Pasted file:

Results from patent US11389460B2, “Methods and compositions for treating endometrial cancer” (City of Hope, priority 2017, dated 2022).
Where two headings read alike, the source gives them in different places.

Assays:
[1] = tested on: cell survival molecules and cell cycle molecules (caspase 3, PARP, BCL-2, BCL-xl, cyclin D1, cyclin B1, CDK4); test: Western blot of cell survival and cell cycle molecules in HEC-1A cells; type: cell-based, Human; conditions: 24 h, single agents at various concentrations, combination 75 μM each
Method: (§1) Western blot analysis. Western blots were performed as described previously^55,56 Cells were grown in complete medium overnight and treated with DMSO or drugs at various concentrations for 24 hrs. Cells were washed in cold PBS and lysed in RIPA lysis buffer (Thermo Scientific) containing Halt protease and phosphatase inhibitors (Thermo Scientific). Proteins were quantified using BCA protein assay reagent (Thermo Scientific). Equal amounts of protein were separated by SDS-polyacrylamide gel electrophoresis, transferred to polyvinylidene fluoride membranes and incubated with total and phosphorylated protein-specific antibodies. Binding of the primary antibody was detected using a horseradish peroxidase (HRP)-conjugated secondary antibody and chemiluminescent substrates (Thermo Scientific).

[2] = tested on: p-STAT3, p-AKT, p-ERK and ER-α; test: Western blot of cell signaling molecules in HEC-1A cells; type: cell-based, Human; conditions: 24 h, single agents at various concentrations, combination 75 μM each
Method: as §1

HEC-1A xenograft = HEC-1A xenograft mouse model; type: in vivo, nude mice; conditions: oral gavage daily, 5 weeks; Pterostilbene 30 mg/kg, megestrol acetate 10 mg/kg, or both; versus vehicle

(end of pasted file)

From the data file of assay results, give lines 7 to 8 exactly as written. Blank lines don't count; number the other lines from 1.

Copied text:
Method: as §1

HEC-1A xenograft = HEC-1A xenograft mouse model; type: in vivo, nude mice; conditions: oral gavage daily, 5 weeks; Pterostilbene 30 mg/kg, megestrol acetate 10 mg/kg, or both; versus vehicle